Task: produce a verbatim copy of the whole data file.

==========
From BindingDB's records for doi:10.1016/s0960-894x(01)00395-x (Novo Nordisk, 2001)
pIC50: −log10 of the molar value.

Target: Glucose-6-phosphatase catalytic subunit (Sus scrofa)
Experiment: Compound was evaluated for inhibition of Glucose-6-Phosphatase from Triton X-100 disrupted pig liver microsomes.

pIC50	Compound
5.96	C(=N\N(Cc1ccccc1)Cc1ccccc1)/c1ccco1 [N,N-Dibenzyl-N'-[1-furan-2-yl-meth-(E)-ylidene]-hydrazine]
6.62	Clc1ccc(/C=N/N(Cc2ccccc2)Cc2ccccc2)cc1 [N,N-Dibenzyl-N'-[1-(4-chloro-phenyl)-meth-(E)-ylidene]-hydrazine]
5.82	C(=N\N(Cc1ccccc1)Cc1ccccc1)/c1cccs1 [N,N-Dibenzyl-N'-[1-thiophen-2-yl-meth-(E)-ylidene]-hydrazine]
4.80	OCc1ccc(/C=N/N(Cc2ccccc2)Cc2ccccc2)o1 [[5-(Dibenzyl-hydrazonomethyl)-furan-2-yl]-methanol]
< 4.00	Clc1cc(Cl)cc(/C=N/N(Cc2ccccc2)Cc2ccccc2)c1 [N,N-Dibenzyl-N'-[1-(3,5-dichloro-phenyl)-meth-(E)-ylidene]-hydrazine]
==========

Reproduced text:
From BindingDB's records for doi:10.1016/s0960-894x(01)00395-x (Novo Nordisk, 2001)
pIC50: −log10 of the molar value.

Target: Glucose-6-phosphatase catalytic subunit (Sus scrofa)
Experiment: Compound was evaluated for inhibition of Glucose-6-Phosphatase from Triton X-100 disrupted pig liver microsomes.

pIC50	Compound
5.96	C(=N\N(Cc1ccccc1)Cc1ccccc1)/c1ccco1 [N,N-Dibenzyl-N'-[1-furan-2-yl-meth-(E)-ylidene]-hydrazine]
6.62	Clc1ccc(/C=N/N(Cc2ccccc2)Cc2ccccc2)cc1 [N,N-Dibenzyl-N'-[1-(4-chloro-phenyl)-meth-(E)-ylidene]-hydrazine]
5.82	C(=N\N(Cc1ccccc1)Cc1ccccc1)/c1cccs1 [N,N-Dibenzyl-N'-[1-thiophen-2-yl-meth-(E)-ylidene]-hydrazine]
4.80	OCc1ccc(/C=N/N(Cc2ccccc2)Cc2ccccc2)o1 [[5-(Dibenzyl-hydrazonomethyl)-furan-2-yl]-methanol]
< 4.00	Clc1cc(Cl)cc(/C=N/N(Cc2ccccc2)Cc2ccccc2)c1 [N,N-Dibenzyl-N'-[1-(3,5-dichloro-phenyl)-meth-(E)-ylidene]-hydrazine]